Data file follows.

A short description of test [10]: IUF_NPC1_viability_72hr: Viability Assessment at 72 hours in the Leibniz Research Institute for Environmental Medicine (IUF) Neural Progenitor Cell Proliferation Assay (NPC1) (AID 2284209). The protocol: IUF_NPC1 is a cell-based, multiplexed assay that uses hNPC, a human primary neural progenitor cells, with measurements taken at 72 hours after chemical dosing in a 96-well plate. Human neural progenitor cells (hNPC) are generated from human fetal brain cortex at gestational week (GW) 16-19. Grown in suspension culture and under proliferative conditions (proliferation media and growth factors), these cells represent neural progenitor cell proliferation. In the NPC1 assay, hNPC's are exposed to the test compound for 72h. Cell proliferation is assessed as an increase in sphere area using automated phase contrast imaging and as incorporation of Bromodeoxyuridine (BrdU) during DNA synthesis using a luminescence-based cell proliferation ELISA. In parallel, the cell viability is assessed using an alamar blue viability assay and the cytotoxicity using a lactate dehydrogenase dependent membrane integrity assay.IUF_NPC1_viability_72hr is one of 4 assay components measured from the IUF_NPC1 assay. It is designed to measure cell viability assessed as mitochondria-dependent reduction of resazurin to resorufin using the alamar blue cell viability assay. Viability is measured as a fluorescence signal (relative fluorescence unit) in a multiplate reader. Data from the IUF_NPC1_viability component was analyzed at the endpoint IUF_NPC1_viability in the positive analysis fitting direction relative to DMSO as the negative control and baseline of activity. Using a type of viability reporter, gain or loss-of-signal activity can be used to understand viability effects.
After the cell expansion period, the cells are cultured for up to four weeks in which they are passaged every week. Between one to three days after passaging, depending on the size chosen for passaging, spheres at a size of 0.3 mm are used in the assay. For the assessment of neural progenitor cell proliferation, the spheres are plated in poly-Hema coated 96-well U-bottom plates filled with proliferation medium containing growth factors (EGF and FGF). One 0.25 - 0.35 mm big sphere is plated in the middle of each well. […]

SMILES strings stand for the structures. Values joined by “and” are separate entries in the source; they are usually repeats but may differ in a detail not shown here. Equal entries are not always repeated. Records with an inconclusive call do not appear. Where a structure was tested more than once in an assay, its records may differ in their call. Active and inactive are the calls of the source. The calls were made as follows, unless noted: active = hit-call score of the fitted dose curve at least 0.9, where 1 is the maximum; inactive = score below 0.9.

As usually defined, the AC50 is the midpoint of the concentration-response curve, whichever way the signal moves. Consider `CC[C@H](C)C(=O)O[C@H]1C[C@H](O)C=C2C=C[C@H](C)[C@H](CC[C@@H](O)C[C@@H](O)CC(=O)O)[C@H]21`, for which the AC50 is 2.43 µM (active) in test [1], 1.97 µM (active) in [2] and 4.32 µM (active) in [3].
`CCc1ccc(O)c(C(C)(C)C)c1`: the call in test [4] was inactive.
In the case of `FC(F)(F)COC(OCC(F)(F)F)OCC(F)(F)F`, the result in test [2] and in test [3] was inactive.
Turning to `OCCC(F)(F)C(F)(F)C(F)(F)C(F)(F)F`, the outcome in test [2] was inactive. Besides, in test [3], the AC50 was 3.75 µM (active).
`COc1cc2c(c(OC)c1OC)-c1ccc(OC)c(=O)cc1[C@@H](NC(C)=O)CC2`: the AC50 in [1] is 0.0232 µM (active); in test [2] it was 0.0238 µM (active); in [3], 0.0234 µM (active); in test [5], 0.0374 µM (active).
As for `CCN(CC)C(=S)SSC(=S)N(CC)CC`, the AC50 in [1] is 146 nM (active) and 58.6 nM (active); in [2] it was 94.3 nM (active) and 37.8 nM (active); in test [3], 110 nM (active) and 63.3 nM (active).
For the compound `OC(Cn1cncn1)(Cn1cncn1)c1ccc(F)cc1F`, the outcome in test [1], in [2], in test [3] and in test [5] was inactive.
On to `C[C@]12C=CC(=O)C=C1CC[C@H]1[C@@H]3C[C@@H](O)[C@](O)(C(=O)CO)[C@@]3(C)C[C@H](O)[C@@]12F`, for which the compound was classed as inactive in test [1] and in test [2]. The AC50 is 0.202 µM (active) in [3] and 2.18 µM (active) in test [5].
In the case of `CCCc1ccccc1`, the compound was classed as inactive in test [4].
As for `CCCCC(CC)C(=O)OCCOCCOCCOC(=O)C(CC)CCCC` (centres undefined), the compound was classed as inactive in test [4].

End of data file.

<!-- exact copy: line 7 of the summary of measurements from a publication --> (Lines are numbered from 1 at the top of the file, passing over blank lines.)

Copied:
Turning to `OCCC(F)(F)C(F)(F)C(F)(F)C(F)(F)F`, the outcome in test [2] was inactive. Besides, in test [3], the AC50 was 3.75 µM (active).